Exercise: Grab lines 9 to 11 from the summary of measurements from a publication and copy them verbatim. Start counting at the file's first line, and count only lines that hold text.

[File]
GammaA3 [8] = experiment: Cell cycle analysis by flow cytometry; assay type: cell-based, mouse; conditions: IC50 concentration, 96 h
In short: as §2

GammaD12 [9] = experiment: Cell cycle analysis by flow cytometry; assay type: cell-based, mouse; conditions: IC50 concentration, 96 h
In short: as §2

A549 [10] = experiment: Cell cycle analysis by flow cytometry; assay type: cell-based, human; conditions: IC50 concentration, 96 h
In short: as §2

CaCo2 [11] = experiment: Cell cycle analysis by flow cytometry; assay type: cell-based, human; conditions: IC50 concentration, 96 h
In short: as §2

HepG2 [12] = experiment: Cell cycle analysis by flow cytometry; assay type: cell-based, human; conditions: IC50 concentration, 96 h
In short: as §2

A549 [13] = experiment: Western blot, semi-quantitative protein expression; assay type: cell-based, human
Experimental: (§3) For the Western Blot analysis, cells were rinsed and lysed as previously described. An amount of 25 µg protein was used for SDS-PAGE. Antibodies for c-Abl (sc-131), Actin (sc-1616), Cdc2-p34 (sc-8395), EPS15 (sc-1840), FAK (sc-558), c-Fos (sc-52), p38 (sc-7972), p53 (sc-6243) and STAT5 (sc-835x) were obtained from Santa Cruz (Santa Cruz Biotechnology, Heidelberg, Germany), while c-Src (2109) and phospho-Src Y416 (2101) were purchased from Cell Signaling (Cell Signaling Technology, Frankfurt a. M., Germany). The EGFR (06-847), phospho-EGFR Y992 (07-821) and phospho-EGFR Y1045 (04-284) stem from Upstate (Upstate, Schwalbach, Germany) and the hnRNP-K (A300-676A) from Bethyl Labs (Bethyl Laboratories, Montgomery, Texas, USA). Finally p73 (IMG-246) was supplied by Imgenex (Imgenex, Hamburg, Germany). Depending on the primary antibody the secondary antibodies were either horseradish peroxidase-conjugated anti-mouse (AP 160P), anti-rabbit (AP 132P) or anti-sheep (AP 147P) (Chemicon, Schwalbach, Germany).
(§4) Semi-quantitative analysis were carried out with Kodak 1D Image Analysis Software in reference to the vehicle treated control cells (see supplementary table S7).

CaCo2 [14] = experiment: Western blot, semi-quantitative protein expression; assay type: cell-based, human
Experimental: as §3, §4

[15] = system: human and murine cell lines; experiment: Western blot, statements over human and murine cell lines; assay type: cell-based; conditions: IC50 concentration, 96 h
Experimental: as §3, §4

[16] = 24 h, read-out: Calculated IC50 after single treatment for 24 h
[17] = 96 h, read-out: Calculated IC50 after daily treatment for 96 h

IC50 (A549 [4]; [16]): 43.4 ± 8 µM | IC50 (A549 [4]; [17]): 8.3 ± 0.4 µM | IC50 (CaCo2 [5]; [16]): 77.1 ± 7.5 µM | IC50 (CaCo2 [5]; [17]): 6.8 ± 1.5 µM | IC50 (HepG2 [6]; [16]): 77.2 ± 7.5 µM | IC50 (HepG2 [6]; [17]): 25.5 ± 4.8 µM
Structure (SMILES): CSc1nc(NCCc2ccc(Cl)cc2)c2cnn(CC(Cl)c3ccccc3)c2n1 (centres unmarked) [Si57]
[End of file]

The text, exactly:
HepG2 [12] = experiment: Cell cycle analysis by flow cytometry; assay type: cell-based, human; conditions: IC50 concentration, 96 h
In short: as §2

A549 [13] = experiment: Western blot, semi-quantitative protein expression; assay type: cell-based, human